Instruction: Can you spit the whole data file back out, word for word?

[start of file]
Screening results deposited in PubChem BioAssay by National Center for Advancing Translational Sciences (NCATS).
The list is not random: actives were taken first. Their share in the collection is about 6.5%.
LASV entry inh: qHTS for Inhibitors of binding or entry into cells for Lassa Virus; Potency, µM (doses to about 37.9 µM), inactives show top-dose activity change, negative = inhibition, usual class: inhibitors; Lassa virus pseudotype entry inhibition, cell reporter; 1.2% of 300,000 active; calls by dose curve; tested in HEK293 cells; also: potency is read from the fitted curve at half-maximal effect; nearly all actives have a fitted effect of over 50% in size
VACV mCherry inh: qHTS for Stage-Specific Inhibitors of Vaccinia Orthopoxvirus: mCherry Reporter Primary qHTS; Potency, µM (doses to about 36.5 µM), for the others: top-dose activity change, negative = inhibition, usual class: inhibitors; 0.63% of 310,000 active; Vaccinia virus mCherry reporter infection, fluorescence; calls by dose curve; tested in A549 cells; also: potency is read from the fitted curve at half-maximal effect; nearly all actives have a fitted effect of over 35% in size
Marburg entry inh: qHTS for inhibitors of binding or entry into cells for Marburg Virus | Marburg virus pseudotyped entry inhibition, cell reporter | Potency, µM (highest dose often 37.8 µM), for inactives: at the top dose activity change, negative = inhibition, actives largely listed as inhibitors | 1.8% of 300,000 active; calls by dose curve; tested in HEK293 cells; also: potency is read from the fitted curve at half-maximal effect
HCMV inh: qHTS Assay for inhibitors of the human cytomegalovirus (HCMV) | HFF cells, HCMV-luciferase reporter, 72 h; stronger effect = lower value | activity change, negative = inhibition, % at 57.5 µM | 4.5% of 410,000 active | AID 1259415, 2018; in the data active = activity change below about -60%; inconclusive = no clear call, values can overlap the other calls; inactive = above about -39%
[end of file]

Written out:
Screening results deposited in PubChem BioAssay by National Center for Advancing Translational Sciences (NCATS).
The list is not random: actives were taken first. Their share in the collection is about 6.5%.
LASV entry inh: qHTS for Inhibitors of binding or entry into cells for Lassa Virus; Potency, µM (doses to about 37.9 µM), inactives show top-dose activity change, negative = inhibition, usual class: inhibitors; Lassa virus pseudotype entry inhibition, cell reporter; 1.2% of 300,000 active; calls by dose curve; tested in HEK293 cells; also: potency is read from the fitted curve at half-maximal effect; nearly all actives have a fitted effect of over 50% in size
VACV mCherry inh: qHTS for Stage-Specific Inhibitors of Vaccinia Orthopoxvirus: mCherry Reporter Primary qHTS; Potency, µM (doses to about 36.5 µM), for the others: top-dose activity change, negative = inhibition, usual class: inhibitors; 0.63% of 310,000 active; Vaccinia virus mCherry reporter infection, fluorescence; calls by dose curve; tested in A549 cells; also: potency is read from the fitted curve at half-maximal effect; nearly all actives have a fitted effect of over 35% in size
Marburg entry inh: qHTS for inhibitors of binding or entry into cells for Marburg Virus | Marburg virus pseudotyped entry inhibition, cell reporter | Potency, µM (highest dose often 37.8 µM), for inactives: at the top dose activity change, negative = inhibition, actives largely listed as inhibitors | 1.8% of 300,000 active; calls by dose curve; tested in HEK293 cells; also: potency is read from the fitted curve at half-maximal effect
HCMV inh: qHTS Assay for inhibitors of the human cytomegalovirus (HCMV) | HFF cells, HCMV-luciferase reporter, 72 h; stronger effect = lower value | activity change, negative = inhibition, % at 57.5 µM | 4.5% of 410,000 active | AID 1259415, 2018; in the data active = activity change below about -60%; inconclusive = no clear call, values can overlap the other calls; inactive = above about -39%